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Public participation, involvement and engagement are all catch-all categories, of which co-production can be seen as one example.

Like co-production public participation is not new. Statutory regulations to promote local involvement in planning decisions date back to the 1960s. User involvement has long been a feature of some social services. And ‘community’ involvement has been a precondition for funding for most UK and EU regeneration programmes for the last decade or more

Current attempts to improve policy-making, services and public governance have, however, placed public participation at the centre stage. According to OECD (2001) public participation “allows government to tap new sources of policy-relevant ideas, information and resources when making decisions. Equally important, it contributes to building public trust in government, raising the quality of democracy and strengthening civic capacity”. In today’s world of Open Government, participation is considered to be a key element in transforming government-citizen relations.

At the same time, tight public budgets have raised questions about costs and benefits of public participation. Indeed, there are now more question marks about insincerely motivated forms of participation for pure PR reasons or tokenistic consultations when decisions have already been taken. But there can be no doubt that effective participation requires resources – not forgetting the time invested by citizens. The think tank Involve has developed a useful participation toolkit to help decision-makers make a business case on public participation.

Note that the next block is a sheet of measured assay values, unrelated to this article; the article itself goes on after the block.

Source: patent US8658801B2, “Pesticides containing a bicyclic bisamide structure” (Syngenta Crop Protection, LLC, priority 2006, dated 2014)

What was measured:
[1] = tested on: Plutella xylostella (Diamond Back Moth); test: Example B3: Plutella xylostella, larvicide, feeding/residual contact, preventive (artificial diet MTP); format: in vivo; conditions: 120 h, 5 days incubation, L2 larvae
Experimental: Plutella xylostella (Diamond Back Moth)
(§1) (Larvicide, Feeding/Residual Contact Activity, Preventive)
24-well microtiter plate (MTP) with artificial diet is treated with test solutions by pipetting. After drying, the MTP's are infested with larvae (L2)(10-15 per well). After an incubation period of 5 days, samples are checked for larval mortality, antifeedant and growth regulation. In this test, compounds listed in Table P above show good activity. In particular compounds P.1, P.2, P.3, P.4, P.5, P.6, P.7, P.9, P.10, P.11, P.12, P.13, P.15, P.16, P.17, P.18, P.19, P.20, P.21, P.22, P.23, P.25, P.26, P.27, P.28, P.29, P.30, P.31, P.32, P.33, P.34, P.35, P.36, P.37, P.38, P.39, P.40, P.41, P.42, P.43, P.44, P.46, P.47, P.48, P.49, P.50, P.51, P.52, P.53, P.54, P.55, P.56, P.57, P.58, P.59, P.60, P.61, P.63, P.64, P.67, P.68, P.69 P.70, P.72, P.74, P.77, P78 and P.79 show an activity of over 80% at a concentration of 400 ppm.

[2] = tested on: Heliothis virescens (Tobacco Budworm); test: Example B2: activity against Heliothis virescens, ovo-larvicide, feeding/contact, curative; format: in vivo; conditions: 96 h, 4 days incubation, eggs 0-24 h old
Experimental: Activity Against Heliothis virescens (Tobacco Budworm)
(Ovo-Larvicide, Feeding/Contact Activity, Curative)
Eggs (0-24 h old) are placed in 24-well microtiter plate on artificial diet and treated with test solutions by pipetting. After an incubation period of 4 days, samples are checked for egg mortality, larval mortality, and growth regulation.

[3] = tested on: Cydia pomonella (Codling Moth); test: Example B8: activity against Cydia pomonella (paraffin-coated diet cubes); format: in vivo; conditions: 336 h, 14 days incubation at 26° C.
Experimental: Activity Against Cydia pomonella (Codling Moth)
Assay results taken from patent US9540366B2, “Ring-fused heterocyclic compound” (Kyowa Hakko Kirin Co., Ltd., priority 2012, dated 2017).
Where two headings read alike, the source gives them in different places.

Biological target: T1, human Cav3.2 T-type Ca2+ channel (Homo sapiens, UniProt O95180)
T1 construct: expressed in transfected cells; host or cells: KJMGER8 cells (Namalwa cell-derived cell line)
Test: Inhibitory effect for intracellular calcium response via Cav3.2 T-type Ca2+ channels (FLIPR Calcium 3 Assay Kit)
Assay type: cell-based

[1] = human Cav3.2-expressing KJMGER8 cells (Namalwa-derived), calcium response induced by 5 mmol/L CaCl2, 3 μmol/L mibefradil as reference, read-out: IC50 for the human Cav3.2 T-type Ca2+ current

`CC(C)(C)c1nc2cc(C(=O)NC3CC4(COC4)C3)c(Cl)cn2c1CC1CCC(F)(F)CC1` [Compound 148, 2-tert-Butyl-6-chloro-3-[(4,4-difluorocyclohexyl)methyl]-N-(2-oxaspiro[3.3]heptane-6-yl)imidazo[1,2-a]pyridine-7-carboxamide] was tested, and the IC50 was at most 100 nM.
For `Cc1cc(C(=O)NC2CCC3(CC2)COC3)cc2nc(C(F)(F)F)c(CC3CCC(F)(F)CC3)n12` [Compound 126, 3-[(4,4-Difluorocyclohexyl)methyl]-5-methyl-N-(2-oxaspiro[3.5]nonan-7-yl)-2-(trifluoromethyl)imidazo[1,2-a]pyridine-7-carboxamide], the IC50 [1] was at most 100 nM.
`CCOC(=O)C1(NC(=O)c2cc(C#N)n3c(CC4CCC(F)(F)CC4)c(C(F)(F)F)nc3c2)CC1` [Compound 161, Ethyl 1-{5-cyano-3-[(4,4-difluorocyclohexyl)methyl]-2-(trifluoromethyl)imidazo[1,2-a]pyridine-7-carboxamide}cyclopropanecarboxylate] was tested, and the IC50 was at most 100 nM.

There are many different ways of engaging service users and communities in public policy-making and public services.  One of the most widely quoted typologies is the ‘ladder of participation’ developed by Sherry Arnstein in 1969. Only the higher rungs (partnership, delegated power and citizen control) can be seen as examples of co-production. Another well-known typology is the distinction between information (one-way relation between citizens and government); consultation (a two-way relation) and active participation (a relation based on partnership with government) by OECD.

Social media and open government applications open up new opportunities of public participation both for government and citizens. However, modern technology also brings new challenges such as protection of privacy. 

Governance International facilitated a consultation event with voluntary organisations to redesign funding systems in Argyll &Bute Council's Children and Families Services in the light of budget cuts. To find more information on the event in Argyll and Bute please click here.


Governance International Interview with Alasdair Mangham, Head of Information Systems and Development, London Borough of Camden on 'how the London Borough of Camden uses social media in order to effectively engage with its residents.'

Involve (2011), Making the Case for Public Engagement

Martin, Steve (2009), Engaging with Citizens and Stakeholders, in: Bovaird, Tony and Löffler, Elke (eds.), Public Management and Governance, Routledge, London and New York, 2nd edition, pp. 279-296.

OECD (2001), Engaging Citizens in Policy-Making: Information, Consultation and Public Participation, PUMA Policy Brief No. 10.


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